“I saw people, I heard people, I treated them better than most people would treat them.  I wanted everything to be a little bit more special here. I wanted the grass to be cut better, the floors cleaner, and more,” said Garrett.
Bowling, volleyball, girl’s soccer and girl’s golf are all sports that have been implemented during Garrett’s tenure.
“I think the adoption of six classifications by the Mississippi High School Activities Association (MHSAA) was tremendously important to many districts. That has made competing at the state level much more equitable and possible. Robert Merritt and I led that effort in Mississippi,” said Garrett. “I am happy with the renovations on the campus, especially the football station.”
“New Albany is a very special and unique place. I hope people really value that. I hope that people continue to do things to value that. I hope people will continue to do things to make the town better. The school district has had tremendous support. I hope people will continue to value the school district and honor it,” said Garrett. “I hope people can really see what we do have and keep trying to help take what we have and make it better.”
In his new position, Garrett will help establish the Wellspring Center for Professional Futures, which will be a school for junior and senior high school students.
“I am facilitating coordination with the school districts in professional development and bringing the Wellspring project on line. It will have options that are not offered to students here. This school will be for students in any high school in Pontotoc, Union, and Lee counties,” said Garrett.
 Jackie Ford has been assistant superintendent for seven years and now he is serving as interim superintendent.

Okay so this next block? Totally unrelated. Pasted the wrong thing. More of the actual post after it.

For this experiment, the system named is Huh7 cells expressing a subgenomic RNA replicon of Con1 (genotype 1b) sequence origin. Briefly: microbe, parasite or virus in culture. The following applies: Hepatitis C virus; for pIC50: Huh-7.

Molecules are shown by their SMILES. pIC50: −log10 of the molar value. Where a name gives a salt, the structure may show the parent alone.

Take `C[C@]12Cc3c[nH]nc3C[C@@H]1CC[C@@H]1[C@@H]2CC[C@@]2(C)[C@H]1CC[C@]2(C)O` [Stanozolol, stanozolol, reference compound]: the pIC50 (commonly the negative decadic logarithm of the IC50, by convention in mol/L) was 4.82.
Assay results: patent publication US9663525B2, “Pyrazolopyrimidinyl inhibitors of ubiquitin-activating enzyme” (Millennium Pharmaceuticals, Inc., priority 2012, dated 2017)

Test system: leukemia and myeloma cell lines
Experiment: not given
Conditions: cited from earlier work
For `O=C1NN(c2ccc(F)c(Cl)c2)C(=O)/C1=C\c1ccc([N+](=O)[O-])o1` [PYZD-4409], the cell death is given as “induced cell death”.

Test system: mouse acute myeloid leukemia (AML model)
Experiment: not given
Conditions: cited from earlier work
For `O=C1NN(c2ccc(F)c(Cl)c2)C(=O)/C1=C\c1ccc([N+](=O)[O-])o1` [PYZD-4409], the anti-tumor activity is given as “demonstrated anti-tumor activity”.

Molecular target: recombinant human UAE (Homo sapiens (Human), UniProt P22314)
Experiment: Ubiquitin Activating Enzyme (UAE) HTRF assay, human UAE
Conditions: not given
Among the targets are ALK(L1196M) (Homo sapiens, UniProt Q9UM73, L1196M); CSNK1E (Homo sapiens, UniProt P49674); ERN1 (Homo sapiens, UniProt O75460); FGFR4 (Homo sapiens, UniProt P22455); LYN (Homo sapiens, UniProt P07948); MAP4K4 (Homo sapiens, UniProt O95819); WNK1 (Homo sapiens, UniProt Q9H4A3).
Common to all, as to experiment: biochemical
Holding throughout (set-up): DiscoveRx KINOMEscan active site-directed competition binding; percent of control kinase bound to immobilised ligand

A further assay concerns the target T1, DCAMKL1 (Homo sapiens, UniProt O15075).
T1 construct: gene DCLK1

“Mr. Ford has done a great job. The school board voted 5-0 to make him interim superintendent. There is a certain sentiment for him to take the superintendent position immediately. I want to thank the school board for continuing support,” said Garrett.
“The most challenging part of being superintendent all of these years was sickness and death over all of these years. One of the most sobering experiences is watching close-knit people go through a fair amount of sickness and death. We need to all be grateful for what we have what is best for new Albany and what is best for the school district instead of how can I flourish,” said Garrett.  “Between my family, this school district and my church family, I want to thank everybody. I leave here as a person that has no hard feelings about anything. I really have loved it here. And I am happy to say that we are fiscally sound.”
“Finally, I want people to know that our school staff are impacting students everyday. So many students have tremendous problems and difficult life experiences. Our teachers, coaches, counselors and administrators help students put their lives together on a daily basis,” said Garrett. “Support staff work tirelessly to help those students who need it. I hope our town will continue to honor these heroes. They truly change the lives of our youth every day.”